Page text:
The U.S. Department of Labor’s Wage and Hour Division (“WHD”) shows no signs of fatigue as it releases two new opinion letters on the Fair Labor Standards Act (“FLSA”) within the first week of August.  These opinion letters address the FLSA’s partial overtime exemption on a “work period basis” and the status of public agency volunteers.  As we have previously advised, employers should read the WHD’s opinion letters carefully and consult with experienced counsel with any questions about their practices vis-à-vis WHD interpretive guidance.

FLSA Section 7(k)

As background, Section 7(k) of the FLSA has alternative overtime standards for law enforcement and fire protection personnel.  In Opinion Letter FLSA 2019-11, the WHD addressed how to determine the applicable overtime hours threshold when an employee works for the fire department and police department of the same public agency.

The regulations specific to law enforcement and fire protection personnel require overtime if an employee exceeds a certain number of hours within tours of duty of 28 days (rather than the traditional 7-day workweek)—212 hours for fire protection personnel and 171 hours for law enforcement personnel—with proportional reductions for shorter tours of duty.  See 29 C.F.R. § 553.230.  An employer must aggregate work an employee performs in law enforcement and fire protection capacities for the same agency.  If the employee works in these differing capacities for separate agencies, then the hours worked in each role stand alone, unless the situation constitutes joint employment as elaborated in the regulations.  See 29 C.F.R. § 791.2.  The regulations further provide that when an employee performs both fire protection and law enforcement activities, the role in which the employee spends the greater number of hours during the tour of duty determines the applicable overtime threshold.  See 29 C.F.R. § 553.213(b).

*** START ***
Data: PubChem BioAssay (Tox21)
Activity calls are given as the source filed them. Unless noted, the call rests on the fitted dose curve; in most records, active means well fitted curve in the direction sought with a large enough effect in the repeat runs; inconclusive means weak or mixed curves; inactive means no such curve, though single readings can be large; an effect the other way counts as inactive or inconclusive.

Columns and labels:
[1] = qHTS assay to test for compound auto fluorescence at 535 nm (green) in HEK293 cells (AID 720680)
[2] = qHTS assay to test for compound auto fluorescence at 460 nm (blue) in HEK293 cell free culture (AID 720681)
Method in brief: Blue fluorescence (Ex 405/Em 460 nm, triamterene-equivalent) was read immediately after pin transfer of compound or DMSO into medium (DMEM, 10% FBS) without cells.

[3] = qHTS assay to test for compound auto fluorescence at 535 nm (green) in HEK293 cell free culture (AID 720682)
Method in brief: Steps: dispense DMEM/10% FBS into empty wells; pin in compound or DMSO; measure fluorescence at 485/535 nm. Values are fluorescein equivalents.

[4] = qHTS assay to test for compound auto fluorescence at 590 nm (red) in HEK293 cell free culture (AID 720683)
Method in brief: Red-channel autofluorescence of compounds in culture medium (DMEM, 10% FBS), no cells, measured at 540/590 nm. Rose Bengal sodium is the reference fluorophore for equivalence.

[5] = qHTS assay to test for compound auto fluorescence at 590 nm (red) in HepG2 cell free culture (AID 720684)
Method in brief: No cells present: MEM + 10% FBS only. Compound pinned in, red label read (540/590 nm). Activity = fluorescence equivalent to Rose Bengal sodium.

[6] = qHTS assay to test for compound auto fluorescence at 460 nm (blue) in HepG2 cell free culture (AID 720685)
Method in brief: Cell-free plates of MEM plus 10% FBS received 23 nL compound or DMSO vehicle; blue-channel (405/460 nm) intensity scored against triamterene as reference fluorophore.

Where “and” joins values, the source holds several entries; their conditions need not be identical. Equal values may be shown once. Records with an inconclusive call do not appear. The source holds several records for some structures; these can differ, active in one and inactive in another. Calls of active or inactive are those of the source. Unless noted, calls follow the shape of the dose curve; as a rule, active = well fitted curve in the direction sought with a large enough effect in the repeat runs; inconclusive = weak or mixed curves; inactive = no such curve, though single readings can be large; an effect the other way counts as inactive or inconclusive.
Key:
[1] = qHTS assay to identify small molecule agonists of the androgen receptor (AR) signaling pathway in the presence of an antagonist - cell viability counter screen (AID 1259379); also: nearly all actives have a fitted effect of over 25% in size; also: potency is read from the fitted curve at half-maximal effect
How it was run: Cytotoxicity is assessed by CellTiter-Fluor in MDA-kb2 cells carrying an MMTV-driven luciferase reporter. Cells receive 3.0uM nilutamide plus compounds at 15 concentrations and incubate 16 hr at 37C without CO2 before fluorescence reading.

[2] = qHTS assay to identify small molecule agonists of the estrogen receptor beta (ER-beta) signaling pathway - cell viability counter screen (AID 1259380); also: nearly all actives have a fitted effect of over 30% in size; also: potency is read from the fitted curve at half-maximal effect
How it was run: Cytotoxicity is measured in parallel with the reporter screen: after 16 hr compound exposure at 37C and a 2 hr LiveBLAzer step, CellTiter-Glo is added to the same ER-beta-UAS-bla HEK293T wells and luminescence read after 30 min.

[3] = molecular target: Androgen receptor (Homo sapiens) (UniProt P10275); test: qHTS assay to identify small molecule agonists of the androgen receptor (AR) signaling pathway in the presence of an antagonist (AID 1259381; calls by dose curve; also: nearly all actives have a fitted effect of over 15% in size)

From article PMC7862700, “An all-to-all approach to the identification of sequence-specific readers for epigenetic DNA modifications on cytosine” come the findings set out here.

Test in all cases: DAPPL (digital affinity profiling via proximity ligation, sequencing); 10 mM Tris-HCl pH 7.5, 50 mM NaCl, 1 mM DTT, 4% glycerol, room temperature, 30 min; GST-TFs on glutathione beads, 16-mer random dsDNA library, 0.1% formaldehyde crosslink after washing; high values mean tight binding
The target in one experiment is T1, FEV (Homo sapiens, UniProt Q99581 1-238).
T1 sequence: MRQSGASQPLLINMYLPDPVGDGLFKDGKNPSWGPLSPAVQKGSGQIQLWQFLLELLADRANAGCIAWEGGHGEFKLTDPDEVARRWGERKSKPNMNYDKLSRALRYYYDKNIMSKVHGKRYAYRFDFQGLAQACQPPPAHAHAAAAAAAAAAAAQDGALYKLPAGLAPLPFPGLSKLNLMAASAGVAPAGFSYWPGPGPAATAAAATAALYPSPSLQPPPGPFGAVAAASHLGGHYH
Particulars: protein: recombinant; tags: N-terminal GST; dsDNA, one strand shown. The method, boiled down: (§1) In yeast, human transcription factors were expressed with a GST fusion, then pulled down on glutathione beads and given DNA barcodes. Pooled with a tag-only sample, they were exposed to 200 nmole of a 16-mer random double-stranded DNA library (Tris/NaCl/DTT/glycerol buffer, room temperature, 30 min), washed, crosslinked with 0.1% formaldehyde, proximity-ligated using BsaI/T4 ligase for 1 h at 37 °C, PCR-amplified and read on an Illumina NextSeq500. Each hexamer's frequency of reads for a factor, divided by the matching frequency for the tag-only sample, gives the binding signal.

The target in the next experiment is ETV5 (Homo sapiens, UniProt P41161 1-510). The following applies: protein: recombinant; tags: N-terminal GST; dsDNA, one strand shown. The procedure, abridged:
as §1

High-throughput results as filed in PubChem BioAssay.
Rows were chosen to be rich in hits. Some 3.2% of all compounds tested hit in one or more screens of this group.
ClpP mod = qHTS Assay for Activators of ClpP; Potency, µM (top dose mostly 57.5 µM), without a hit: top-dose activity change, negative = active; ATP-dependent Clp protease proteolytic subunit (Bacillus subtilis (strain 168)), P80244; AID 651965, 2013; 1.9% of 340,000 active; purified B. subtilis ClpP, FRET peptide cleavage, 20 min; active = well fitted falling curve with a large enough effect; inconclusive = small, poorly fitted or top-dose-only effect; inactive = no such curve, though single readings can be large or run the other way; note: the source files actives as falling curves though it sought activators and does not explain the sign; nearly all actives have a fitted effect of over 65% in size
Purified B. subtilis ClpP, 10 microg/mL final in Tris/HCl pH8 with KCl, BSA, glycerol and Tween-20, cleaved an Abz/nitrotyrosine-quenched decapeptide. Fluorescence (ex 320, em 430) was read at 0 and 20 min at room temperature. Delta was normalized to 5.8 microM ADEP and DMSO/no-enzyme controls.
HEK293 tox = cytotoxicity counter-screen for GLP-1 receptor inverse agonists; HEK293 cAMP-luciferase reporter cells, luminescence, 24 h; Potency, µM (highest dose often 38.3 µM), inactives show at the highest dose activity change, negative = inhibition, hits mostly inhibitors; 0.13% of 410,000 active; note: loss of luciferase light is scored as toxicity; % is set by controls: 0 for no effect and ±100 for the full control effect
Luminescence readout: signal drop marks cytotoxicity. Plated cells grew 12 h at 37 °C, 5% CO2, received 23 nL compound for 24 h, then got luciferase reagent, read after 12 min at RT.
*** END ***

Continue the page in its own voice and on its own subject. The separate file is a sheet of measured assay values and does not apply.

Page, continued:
The WHD then applied these rules to the two examples provided by the employer at issue.

Public Agency Volunteers

In Opinion Letter FLSA 2012-12, the WHD addressed whether volunteer Reserve Deputies at a county’s Sheriff’s Office who receive referrals for paid security work for third parties from the Sheriff’s Office (at the same hourly rate offered to paid full-time deputies) are volunteers or employees of the Sheriff’s Office under the FLSA.

As a starting point, the WHD emphasized that the FLSA aims not to discourage or impair volunteer activities but rather to prevent employers from coercing individuals to volunteer their services in order to sidestep the FLSA’s minimum wage and overtime requirements.  Under 29 U.S.C. § 203(e)(4)(A), a volunteer at a public agency is not an employee for FLSA purposes if: “(1) the individual receives no compensation or is paid expenses, reasonable benefits, or a nominal fee to perform the services for which the individual volunteered; and (2) such services are not the same type of services for which the individual is employed to perform for such public agency.”  Auxiliary police are among the examples of public agency volunteers listed in the WHD regulations.  See 29 C.F.R. § 553.104(b).

The WHD advised that performing extra work for third parties does not invalidate the Reserve Deputies’ volunteer status because (1) access to paid extra duty work for a third party is not “compensation” where such access was unrelated to the number or quality of volunteer hours, but rather depended on the needs of third parties; and (2) even if such access were, in fact, tantamount to compensation, it would be a “reasonable benefit” for volunteering in that it was offered to all officers on the same general terms, on a non-guaranteed basis and accounted for only about 6% of total extra duty hours.  The WHD noted that its conclusion is consistent with the federal district court’s holding in Todaro v. Township of Union, 27 F. Supp. 2d 517, 539 (D.N.J. 1998), an analogous case finding unpaid special law enforcement officers to be eligible for paid positions with private entities.